An announcement from the Federal Trade Commission (FTC) before the close of last week said that it has resolved a dispute with CafePress, self-described as “the world’s best online gift shop,” concerning multiple data breaches and a subsequent cover up. To make amends, the respondent Residual Pumpkin Entity LLC, the former owner of CafePress, and PlanetArt LLC, which bought CafePress in 2020, agreed to beef up their data security and pay small businesses $500 million for their losses.
The FTC filed the CafePress complaint in March 2022, alleging that the respondents relied on lax security measures, inadequate to protect sensitive information stored on its network like Social Security Numbers. Hackers reportedly accessed CafePress’s networks in February 2019, unearthing millions of email addresses and passwords with weak encryption, millions of names, physical addresses, and security questions and answers, more than 180,000 unencrypted Social Security numbers, and tens of thousands of partial payment card numbers and expiration dates, the FTC said.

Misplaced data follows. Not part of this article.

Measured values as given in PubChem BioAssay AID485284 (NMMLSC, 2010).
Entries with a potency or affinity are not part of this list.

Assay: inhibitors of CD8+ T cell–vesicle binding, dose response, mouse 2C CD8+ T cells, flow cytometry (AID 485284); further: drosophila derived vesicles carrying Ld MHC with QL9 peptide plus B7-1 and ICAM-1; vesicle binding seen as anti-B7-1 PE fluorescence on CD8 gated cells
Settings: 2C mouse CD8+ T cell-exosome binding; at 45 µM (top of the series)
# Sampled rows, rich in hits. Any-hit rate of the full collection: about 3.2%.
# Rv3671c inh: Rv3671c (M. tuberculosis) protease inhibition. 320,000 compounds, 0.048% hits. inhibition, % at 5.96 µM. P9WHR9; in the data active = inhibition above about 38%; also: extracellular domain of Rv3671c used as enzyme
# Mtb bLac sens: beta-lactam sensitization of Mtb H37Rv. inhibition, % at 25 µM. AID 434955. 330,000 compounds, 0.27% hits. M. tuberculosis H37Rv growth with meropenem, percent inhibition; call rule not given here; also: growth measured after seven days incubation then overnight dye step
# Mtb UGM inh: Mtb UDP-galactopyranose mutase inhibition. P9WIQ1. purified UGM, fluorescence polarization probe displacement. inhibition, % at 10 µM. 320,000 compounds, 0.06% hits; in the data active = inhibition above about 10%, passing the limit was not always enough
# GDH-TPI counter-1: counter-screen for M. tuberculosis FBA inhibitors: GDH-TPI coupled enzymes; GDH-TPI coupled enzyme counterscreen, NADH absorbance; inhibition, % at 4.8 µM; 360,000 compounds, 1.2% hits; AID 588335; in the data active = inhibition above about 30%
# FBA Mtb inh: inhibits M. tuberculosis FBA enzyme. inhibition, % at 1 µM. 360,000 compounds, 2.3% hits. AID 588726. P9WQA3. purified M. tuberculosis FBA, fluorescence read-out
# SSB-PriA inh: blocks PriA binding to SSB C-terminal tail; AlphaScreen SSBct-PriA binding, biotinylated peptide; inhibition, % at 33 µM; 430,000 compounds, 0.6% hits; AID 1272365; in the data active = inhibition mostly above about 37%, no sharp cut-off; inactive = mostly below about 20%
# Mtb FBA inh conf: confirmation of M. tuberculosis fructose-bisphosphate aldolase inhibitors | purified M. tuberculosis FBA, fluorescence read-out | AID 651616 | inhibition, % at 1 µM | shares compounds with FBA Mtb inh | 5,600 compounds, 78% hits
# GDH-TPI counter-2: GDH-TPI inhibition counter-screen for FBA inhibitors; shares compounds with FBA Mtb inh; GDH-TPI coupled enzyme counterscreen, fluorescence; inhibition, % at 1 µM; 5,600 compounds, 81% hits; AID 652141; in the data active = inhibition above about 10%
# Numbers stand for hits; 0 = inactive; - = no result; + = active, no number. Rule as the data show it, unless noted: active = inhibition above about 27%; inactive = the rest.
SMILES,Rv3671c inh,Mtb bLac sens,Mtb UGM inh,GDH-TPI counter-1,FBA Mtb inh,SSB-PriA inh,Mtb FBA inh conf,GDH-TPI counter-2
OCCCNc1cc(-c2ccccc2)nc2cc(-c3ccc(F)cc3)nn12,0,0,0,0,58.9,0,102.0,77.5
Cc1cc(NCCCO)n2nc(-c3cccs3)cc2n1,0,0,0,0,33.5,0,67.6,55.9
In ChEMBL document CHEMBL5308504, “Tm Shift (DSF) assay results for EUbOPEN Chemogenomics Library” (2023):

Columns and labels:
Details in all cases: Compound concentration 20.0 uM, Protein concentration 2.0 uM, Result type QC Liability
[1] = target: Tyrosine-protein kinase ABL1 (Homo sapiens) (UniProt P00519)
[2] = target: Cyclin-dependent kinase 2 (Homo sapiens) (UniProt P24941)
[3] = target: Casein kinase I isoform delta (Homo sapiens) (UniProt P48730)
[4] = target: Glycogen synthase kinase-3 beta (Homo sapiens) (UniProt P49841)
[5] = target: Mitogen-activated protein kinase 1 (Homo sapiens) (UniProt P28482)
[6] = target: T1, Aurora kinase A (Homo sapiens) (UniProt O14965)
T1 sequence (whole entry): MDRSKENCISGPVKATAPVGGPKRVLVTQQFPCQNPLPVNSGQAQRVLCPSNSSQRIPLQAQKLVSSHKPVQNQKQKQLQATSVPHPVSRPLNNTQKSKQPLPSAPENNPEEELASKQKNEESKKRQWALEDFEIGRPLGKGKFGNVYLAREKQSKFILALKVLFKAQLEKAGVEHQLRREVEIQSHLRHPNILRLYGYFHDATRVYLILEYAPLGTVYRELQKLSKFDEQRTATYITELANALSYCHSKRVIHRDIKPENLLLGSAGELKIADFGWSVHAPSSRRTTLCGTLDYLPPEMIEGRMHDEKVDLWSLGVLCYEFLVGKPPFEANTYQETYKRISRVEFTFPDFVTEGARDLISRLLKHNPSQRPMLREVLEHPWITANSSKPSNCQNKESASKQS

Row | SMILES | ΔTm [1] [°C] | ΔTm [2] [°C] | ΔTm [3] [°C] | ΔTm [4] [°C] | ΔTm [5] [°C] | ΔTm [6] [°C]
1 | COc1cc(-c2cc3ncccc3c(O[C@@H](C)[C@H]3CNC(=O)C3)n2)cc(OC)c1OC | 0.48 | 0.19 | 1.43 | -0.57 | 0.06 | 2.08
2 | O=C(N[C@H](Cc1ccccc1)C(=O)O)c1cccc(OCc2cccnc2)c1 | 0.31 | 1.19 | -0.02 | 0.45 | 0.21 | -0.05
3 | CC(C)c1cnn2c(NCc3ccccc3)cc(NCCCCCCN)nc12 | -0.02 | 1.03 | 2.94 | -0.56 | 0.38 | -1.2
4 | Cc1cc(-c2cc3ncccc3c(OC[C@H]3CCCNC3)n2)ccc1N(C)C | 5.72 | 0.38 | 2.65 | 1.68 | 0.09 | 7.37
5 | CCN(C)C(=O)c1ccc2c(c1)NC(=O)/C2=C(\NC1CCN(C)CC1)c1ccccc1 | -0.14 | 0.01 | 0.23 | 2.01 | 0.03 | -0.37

Moreover, some of that information was reportedly found to be offered for sale on the dark web.
CafePress later patched the vulnerability but failed to properly investigate the breach for several months despite additional warnings, the complaint said. Worse yet, it withheld essential information and only told customers to reset their passwords as part of an update to its password policy.
The final order requires CafePress to enhance its security practices by implementing multi-factor authentication, minimizing the amount of data it collects and retains, and encrypting Social Security Numbers, among other measures. In addition, Residual Pumpkin is responsible for a $500,000 fine, which will be used to provide redress to data breach victims.